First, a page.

Less than a month after the APEC summit, the P.R.C. will likely host the first China-CELAC summit, also in Beijing, highlighting the willingness of President Xi’s government to pursue a relationship with Latin America and the Caribbean that explicitly excludes the United States.

It is difficult to say whether there is a sincere desire within the Chinese government to arrive at an understanding with the United States.

With such an extensive array of Chinese activities in Latin America scheduled for the coming months, one of the most frequent questions that I received from my Chinese colleagues was how the U.S. government views the expanding Chinese presence in the hemisphere, and how it might respond.

While the P.R.C. has long maintained one eye on the reaction of the United States as it expands its activities in Latin America and the Caribbean, it is difficult to say whether there is a sincere desire within the Chinese government to arrive at an understanding with the United States regarding mutually acceptable behavior in world affairs, or merely manage China’s pursuit of strategic objectives in a way that does not prompt a reaction in the United States.

Several of my Chinese colleagues told me, for example, that President Xi, in his June 2013 California summit with Barack Obama in California, had hoped for a “special relationship” with the United States, and was thus later disappointed by U.S. support for Japan and strengthening alliances in Asia (viewed from Beijing as a strategy to “encircle” China).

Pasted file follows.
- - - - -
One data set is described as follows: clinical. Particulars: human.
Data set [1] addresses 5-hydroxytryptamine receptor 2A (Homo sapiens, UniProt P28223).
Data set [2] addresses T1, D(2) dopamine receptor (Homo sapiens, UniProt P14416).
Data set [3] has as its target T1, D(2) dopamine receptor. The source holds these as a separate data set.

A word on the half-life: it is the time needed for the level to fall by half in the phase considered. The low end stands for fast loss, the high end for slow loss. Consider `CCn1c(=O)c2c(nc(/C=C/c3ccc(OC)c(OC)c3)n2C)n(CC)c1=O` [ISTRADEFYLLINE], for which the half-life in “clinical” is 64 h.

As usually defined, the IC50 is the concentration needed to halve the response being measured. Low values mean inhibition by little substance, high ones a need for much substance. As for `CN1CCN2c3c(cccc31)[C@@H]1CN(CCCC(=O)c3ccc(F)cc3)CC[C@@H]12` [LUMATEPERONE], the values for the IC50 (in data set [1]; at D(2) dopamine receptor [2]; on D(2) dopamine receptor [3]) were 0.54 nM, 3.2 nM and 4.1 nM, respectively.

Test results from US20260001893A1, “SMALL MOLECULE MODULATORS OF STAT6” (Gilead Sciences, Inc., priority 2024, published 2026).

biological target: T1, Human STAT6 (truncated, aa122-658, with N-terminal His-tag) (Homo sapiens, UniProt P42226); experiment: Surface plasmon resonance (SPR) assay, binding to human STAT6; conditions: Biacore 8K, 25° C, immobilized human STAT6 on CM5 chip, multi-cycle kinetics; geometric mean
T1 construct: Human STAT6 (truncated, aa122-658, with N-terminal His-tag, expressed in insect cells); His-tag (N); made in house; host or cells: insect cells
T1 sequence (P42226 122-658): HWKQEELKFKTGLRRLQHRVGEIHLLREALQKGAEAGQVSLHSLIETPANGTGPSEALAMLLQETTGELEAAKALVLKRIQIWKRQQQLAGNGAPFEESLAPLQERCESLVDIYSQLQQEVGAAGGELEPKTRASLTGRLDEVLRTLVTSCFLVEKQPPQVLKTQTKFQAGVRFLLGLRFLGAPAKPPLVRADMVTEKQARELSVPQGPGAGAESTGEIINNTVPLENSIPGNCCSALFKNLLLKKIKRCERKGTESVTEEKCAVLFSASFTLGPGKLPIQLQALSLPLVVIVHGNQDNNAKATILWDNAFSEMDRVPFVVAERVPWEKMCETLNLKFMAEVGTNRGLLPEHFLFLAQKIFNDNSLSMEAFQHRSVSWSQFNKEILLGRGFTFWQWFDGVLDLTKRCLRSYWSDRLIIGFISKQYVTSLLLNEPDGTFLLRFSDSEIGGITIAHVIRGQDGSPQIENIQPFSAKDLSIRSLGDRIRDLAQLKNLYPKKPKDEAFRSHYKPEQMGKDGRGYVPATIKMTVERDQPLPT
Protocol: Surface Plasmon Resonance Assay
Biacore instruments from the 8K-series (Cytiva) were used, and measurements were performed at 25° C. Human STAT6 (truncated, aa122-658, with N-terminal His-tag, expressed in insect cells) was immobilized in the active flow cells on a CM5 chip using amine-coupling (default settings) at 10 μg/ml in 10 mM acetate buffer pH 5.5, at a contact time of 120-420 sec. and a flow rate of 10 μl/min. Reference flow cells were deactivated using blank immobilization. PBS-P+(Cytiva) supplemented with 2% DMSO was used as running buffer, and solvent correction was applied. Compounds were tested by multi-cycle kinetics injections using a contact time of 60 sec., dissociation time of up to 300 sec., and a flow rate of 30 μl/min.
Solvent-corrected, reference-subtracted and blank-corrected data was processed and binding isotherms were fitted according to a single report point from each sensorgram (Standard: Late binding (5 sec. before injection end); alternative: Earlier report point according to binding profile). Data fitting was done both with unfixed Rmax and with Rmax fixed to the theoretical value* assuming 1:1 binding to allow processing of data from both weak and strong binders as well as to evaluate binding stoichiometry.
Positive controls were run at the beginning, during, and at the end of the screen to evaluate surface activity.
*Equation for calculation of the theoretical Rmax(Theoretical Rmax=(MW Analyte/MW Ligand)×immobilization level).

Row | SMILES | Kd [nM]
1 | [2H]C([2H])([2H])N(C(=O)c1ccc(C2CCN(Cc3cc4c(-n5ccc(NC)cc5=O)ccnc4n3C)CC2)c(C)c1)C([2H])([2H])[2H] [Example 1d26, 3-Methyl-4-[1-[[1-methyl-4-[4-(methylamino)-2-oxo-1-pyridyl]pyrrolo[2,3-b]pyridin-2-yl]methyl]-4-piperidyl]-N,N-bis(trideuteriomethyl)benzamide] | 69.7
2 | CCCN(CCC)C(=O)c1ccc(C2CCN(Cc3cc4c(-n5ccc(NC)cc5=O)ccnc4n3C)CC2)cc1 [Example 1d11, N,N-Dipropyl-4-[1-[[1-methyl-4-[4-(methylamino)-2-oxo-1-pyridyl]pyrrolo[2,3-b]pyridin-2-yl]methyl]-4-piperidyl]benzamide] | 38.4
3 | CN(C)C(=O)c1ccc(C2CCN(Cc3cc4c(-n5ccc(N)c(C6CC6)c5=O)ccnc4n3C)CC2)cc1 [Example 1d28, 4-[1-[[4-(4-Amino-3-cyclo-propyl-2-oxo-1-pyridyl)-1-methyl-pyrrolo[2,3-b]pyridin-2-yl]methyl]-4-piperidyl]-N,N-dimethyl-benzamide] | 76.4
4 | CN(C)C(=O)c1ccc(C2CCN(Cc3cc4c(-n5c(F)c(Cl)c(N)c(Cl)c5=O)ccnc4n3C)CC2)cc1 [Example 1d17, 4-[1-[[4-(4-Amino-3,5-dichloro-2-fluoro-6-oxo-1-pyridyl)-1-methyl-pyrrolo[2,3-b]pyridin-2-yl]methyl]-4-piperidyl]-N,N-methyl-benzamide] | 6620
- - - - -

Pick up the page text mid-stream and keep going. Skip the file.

Yet Xi’s own “goodwill” trip to California was preceded by 11 bilateral presidential summits in three countries all in close proximity to the United States: Costa Rica, Trinidad and Tobago, and Mexico. In the months that followed, the P.R.C. government not only announced its intention to conduct the summit with CELAC, explicitly shutting out the United States, but conducted a minor combat exercise with the Chilean navy, and proceeded forward with a significant new wave of arms sales to the region. This included L-15 combat aircraft, Z-9 naval helicopters, mobile radars, SM-4 self-propelled grenade launchers, SR-5 multiple launch rocket (MLRS) vehicles, and armored amphibious vehicles for Venezuela, 6 new Z-9 helicopters for Bolivia, 40 type 90B MLRS vehicles and a possible air defense system for Peru, and negotiations for patrol boats for Trinidad and Tobago and Uruguay.

My Chinese colleagues tried to downplay such deals, saying, for example, that Peru doesn’t have the money to buy the Chinese MLRS vehicles. Yet, I doubt that they would be reassured by the parallel argument that Japan may not have the money to buy US F-35 fighters.